John Cameron Mitchell (seen here) played Hedwig in the onstage and onscreen versions of his musical. (Photo via
John Cameron Mitchell (seen here) played Hedwig in the onstage and onscreen versions of his musical. (Photo via

All I could think is, what if they were survivors? It’s not okay because they were men. It’s not okay, period.

Throughout the rest of the production, I was a little frozen. I could talk about the excellent design choices or the stellar band or reflect on what didn’t work, but that just feels wrong. It’s hard for anything else to matter.

The last song in the show, “Midnight Radio,” speaks to Hedwig’s self-knowledge and redemption. It’s an anthem for people who feel othered and broken. Many times I’ve joyfully thrown my arms in the air to the refrain, “Lift up your hands,” and felt catharsis and community. Last night, my hands were leaden at my sides.

To be part of the chorus would be accepting complicity. Sexually touching strangers without their clear permission doesn’t have to be part of this show. Based on the rampant ad-libbing in the performance, I’m guessing it wasn’t planned by director Josh Hitchens. reTHEATER’s Hedwig would be a totally different experience without that element. But that wasn’t the experience I had. Being there made me feel sad and small and scared. That’s all I’ve got.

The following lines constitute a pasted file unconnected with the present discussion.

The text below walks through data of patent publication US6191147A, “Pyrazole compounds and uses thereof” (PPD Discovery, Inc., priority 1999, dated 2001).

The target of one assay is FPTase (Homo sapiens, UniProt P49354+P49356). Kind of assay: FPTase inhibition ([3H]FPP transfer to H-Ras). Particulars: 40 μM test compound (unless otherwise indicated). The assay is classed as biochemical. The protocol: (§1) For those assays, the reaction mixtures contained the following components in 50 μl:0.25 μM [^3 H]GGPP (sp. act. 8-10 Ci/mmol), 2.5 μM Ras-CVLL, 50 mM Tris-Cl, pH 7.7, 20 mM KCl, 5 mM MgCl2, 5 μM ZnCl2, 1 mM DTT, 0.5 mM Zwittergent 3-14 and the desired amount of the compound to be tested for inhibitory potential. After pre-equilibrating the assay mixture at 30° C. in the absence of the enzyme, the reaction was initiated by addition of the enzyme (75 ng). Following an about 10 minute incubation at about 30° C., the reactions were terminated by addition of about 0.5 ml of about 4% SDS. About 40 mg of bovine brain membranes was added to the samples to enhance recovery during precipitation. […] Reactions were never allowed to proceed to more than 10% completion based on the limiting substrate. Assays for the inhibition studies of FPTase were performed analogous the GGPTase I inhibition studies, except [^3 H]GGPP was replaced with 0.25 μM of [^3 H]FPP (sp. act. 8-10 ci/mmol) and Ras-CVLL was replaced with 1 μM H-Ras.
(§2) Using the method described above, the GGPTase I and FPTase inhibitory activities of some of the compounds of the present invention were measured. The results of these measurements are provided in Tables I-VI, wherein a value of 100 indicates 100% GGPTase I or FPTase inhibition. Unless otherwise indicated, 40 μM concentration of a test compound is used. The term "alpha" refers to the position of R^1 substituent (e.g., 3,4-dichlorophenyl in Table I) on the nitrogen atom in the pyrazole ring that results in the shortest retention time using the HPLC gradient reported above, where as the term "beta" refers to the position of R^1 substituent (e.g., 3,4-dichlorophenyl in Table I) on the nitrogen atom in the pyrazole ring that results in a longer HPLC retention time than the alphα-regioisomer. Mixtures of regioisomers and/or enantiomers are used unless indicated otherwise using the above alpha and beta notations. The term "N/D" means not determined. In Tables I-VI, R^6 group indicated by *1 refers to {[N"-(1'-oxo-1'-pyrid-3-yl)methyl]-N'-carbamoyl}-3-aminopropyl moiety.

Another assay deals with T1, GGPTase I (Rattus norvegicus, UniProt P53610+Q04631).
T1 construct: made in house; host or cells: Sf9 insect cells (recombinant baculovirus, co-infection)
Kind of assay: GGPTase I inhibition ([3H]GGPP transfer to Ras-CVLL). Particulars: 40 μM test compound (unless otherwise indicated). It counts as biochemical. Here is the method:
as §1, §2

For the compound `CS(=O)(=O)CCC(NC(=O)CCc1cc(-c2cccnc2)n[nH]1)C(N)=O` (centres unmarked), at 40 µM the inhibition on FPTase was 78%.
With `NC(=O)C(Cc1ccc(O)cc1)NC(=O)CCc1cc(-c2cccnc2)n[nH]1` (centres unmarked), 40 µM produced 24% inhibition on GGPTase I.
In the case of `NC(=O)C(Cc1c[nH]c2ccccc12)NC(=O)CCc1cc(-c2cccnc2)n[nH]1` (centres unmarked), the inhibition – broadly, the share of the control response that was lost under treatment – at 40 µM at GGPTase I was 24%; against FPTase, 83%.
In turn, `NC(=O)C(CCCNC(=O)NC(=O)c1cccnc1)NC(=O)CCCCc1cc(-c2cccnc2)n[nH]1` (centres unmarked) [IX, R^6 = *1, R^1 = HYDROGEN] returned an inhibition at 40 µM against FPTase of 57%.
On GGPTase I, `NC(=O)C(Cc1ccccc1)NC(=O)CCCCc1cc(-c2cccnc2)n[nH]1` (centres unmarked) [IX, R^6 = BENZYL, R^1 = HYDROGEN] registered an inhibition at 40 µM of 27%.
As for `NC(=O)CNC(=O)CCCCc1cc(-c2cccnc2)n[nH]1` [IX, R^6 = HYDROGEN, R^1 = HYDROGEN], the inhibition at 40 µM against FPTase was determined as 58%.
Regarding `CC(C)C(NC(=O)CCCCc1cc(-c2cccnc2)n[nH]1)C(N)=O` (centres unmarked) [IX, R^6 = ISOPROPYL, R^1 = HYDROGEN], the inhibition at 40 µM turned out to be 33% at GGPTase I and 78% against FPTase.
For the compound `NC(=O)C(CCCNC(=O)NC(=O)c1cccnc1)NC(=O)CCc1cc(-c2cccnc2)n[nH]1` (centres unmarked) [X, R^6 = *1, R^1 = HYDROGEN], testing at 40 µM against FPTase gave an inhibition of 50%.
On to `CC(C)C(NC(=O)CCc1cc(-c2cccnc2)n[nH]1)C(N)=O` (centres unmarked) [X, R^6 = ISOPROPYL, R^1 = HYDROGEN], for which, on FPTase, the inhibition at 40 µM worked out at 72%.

[Author's note: As a person commenting on art, I stand by the experience I had. I love Hedwig and the Angry Inch. It’s probably because the work is so deeply personal to me that I felt particularly vulnerable while watching it. And I was scared, and I was worried about the men, because I didn’t know that they had consented. I think the audience interactions were designed to look spontaneous, and that is what happened. My experience of the show was still damaged and I still think it should have been done differently.

Much more importantly, I have a moral responsibility to Braden Chapman to apologize for the implication that he assaulted audience members when he did not. The company has assured us that those audience members knew what was coming. I can only guess how painful it must have been for Chapman to be accused of something he didn’t do, and I am deeply and sincerely sorry for that. It was rash and wrong to link what has happened in the past to what I assumed was happening that night. I wish I had waited for word from my friend, director Josh Hitchens, whom I trust, before I published anything. I have learned from this, and I will be much more careful in the future. That doesn’t change the harm to Braden Chapman, however, and for that, there is no excuse.]

To read Mark Cofta's review, click here.

To read Braden Chapman's response, click here.

What, When, Where

Hedwig and the Angry Inch. By John Cameron Mitchell, Josh Hitchens directed. reTHEATER. Through June 30, 2018, at the Ruba Club, 416 Green Street, Philadelphia.